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Math Help - dealing with -i

  1. #1
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    dealing with -i

    I know its not acceptable to have i in the denominator of an equation, however I'm not sure what to do when I have -i, do I need to get rid of the - (negative sign) sign?

    My example is that using the quadratic I've gotten to this point z= (2 i sqrt(3))/2i. I know I need to get rid of the i in the denominator so I multiply the whole thing by i/i then I get -i + 1/2 (i*sqrt(3))/2. I'm wondering if I need to get rid of the negative sign in front of the i or if I'm doing something wrong, or can i just leave it as is.

    Thanks
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  2. #2
    MHF Contributor Mathstud28's Avatar
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    Quote Originally Posted by GalenWilson View Post
    I know its not acceptable to have i in the denominator of an equation, however I'm not sure what to do when I have -i, do I need to get rid of the - (negative sign) sign?

    My example is that using the quadratic I've gotten to this point z= (2 i sqrt(3))/2i. I know I need to get rid of the i in the denominator so I multiply the whole thing by i/i then I get -i + 1/2 (i*sqrt(3))/2. I'm wondering if I need to get rid of the negative sign in front of the i or if I'm doing something wrong, or can i just leave it as is.

    Thanks
    I cant really te,ll what equation that is but if it is helpful -i=i\cdot{-1}=i\cdot{i^2}=i^3
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  3. #3
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    Rephrase

    The questions starts out as iz^2 + (2 + i)z + 1. Using the quadratic equation it becomes z= (-2 - i sqrt(3))/2i. I know I need to get rid of the i in the denominator by multiplying the whole problem by i/i. I *believe* this leaves me with -i + 1/2 (i*sqrt(3))/2.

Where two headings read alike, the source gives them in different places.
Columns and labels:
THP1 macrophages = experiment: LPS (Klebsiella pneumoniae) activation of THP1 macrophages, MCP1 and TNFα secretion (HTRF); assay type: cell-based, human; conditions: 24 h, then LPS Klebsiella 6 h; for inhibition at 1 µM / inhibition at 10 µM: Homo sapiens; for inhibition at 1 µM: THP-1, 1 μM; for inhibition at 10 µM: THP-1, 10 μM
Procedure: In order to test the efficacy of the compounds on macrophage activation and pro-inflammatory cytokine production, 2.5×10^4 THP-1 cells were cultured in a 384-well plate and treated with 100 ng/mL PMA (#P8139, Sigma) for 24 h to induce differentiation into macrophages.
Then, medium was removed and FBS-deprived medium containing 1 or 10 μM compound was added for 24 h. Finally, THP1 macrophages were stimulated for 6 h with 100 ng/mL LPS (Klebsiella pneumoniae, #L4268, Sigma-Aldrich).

My question is A) am I wrong and B) if not then what do I do (if anyhting with -i?

    I think I'm just confused.
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  4. #4
    Forum Admin topsquark's Avatar
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    Quote Originally Posted by GalenWilson View Post
    The questions starts out as iz^2 + (2 + i)z + 1. Using the quadratic equation it becomes z= (-2 - i sqrt(3))/2i. I know I need to get rid of the i in the denominator by multiplying the whole problem by i/i. I *believe* this leaves me with -i + 1/2 (i*sqrt(3))/2.

    My question is A) am I wrong and B) if not then what do I do (if anyhting with -i?

    I think I'm just confused.
    \frac{-2 - i \pm \sqrt{3}}{2i}

    = \frac{-2 - i \pm \sqrt{3}}{2i} \cdot \frac{i}{i}

    = \frac{-2i - i^2 \pm i\sqrt{3}}{2i^2}

    = \frac{-2i +1 \pm i\sqrt{3}}{-2}

    = i - \frac{1}{2} \pm \frac{i\sqrt{3}}{2}

    Do you need to get rid of the - when it's in the denominator? (ie. Must you do that last step?) No, but I'd say it's likely a preferred form.

    -Dan
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  5. #5
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    In general here is are very very useful facts about complex numbers:
    \frac{1}{z} = \frac{{\overline z }}{{\left| z \right|^2 }}, so \frac{1}{{a + bi}} = \frac{{a - bi}}{{a^2  + b^2 }}.


    Examples: \frac{1}{{ - 2 + 3i}} = \frac{{ - 2 - 3i}}{{13}}
    \left( {4 - 5i} \right)^{ - 4}  = \frac{1}{{\left( {4 - 5i} \right)^4 }} = \left[ {\frac{{4 + 5i}}{{41}}} \right]^4
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